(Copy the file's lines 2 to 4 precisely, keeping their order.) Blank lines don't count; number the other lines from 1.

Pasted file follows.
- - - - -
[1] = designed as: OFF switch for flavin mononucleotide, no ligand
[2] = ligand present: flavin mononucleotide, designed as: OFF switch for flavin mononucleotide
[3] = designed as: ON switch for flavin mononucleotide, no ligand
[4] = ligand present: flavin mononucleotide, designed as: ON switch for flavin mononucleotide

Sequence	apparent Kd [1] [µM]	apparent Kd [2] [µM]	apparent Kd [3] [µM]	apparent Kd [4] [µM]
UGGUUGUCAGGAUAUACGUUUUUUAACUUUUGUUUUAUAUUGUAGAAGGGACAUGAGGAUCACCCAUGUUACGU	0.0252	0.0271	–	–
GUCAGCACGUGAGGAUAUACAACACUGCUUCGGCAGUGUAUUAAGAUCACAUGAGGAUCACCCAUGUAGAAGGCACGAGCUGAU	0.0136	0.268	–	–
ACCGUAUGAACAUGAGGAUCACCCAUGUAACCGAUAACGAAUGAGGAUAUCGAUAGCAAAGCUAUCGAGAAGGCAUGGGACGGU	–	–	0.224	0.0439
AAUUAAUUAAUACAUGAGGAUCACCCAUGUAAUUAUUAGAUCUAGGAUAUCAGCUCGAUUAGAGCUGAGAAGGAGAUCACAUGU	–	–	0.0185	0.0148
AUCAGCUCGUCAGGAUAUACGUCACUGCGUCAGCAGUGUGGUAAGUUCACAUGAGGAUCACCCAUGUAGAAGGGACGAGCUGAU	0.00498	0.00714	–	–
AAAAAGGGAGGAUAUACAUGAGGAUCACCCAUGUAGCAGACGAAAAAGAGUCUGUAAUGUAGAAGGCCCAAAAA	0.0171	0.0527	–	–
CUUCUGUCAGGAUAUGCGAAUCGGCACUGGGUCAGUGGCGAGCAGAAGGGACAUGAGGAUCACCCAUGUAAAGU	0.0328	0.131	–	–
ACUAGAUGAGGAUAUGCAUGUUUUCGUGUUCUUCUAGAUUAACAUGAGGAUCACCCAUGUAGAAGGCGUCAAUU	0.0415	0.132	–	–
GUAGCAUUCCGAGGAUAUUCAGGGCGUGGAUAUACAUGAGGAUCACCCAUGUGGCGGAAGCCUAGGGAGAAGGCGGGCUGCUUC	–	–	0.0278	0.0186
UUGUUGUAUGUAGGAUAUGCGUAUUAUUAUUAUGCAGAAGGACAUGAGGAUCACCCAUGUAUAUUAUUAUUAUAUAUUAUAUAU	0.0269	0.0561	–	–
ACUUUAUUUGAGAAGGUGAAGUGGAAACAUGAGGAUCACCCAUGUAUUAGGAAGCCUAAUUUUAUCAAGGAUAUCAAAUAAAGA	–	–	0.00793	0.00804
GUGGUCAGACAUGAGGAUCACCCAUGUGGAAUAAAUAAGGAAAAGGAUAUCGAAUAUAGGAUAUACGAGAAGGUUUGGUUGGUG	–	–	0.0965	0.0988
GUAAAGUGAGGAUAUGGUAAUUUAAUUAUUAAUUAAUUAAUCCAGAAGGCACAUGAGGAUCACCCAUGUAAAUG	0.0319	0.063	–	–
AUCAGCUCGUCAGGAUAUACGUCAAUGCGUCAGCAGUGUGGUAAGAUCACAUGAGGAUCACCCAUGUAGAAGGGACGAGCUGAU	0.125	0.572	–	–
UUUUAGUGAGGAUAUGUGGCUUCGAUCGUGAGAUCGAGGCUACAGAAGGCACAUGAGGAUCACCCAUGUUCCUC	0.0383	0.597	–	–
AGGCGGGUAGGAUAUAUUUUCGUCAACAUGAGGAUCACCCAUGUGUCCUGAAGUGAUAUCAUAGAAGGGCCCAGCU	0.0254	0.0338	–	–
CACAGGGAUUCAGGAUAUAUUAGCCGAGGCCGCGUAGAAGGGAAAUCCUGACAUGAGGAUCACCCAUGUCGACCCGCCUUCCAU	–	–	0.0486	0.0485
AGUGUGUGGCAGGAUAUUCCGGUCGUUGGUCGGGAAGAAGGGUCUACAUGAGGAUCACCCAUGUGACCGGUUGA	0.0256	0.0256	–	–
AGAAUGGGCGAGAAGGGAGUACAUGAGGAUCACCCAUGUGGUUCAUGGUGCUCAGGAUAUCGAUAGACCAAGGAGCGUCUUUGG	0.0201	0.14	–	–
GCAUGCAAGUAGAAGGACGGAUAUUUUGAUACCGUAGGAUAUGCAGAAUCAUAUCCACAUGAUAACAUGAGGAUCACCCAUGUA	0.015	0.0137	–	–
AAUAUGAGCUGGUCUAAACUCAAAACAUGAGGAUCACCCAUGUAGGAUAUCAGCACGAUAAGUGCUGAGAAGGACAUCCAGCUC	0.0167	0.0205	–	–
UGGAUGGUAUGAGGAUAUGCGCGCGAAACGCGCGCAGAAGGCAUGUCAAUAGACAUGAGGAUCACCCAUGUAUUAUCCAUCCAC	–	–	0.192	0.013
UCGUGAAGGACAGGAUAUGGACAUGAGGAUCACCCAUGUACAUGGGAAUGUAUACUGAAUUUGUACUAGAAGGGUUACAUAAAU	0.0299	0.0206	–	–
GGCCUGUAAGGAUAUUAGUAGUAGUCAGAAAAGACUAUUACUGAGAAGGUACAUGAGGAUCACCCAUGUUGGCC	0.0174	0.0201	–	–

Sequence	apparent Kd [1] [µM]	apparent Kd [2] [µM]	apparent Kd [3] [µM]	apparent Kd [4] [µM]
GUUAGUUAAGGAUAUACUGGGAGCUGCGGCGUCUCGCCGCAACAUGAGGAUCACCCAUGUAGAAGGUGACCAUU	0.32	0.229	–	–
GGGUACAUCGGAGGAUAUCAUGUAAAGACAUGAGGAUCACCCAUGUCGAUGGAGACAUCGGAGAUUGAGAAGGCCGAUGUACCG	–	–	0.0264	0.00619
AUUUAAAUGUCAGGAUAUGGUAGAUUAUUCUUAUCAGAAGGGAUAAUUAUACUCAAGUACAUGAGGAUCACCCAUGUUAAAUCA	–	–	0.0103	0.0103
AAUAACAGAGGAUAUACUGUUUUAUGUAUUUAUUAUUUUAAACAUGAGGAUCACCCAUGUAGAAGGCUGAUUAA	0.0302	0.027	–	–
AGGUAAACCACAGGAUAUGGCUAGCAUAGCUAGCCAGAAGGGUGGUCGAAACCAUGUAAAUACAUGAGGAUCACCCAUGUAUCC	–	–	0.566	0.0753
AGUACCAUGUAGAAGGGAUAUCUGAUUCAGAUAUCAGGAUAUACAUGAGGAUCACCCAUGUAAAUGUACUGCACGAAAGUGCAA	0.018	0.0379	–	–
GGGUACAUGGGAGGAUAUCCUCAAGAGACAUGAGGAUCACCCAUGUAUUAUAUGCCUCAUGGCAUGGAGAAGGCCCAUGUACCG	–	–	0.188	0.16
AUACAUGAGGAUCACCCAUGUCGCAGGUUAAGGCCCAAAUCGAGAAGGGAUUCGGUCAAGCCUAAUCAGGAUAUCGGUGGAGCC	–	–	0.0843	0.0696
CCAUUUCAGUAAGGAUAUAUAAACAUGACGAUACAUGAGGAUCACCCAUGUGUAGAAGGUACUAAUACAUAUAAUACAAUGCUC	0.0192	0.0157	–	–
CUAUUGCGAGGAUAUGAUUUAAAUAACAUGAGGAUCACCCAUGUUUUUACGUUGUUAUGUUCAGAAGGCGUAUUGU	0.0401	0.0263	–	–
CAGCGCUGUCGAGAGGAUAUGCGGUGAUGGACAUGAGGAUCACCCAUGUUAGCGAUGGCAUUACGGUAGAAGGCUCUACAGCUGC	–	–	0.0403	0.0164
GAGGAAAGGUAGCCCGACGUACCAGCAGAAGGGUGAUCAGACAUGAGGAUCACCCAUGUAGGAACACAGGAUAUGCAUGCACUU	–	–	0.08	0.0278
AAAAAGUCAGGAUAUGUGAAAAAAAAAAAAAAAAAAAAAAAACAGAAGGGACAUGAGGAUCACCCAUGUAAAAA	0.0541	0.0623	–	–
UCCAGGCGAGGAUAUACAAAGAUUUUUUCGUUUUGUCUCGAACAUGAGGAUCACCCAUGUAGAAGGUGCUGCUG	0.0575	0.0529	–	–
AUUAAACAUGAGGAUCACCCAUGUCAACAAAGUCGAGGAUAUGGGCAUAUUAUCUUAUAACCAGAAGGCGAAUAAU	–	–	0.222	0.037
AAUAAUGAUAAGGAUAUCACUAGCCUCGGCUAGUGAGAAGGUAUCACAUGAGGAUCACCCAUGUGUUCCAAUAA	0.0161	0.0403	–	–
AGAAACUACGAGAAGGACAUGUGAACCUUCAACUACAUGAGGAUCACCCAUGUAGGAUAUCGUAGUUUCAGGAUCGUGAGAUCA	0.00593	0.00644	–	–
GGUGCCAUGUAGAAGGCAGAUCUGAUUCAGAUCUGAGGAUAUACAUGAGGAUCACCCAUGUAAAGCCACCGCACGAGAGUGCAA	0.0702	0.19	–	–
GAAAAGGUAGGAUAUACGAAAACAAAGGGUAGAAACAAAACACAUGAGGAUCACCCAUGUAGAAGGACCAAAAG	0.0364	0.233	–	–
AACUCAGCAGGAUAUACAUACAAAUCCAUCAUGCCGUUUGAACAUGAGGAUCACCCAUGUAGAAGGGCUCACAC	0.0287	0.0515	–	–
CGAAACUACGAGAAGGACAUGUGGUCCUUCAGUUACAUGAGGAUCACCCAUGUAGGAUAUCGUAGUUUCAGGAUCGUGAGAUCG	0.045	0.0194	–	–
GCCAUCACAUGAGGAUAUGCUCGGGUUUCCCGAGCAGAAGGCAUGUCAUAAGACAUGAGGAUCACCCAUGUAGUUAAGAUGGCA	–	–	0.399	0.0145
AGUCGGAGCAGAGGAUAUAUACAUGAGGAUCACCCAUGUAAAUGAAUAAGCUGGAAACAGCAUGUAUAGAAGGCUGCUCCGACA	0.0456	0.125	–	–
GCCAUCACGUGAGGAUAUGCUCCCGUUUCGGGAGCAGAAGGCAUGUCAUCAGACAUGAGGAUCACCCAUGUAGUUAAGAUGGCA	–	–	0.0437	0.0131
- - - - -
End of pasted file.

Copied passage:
[2] = ligand present: flavin mononucleotide, designed as: OFF switch for flavin mononucleotide
[3] = designed as: ON switch for flavin mononucleotide, no ligand
[4] = ligand present: flavin mononucleotide, designed as: ON switch for flavin mononucleotide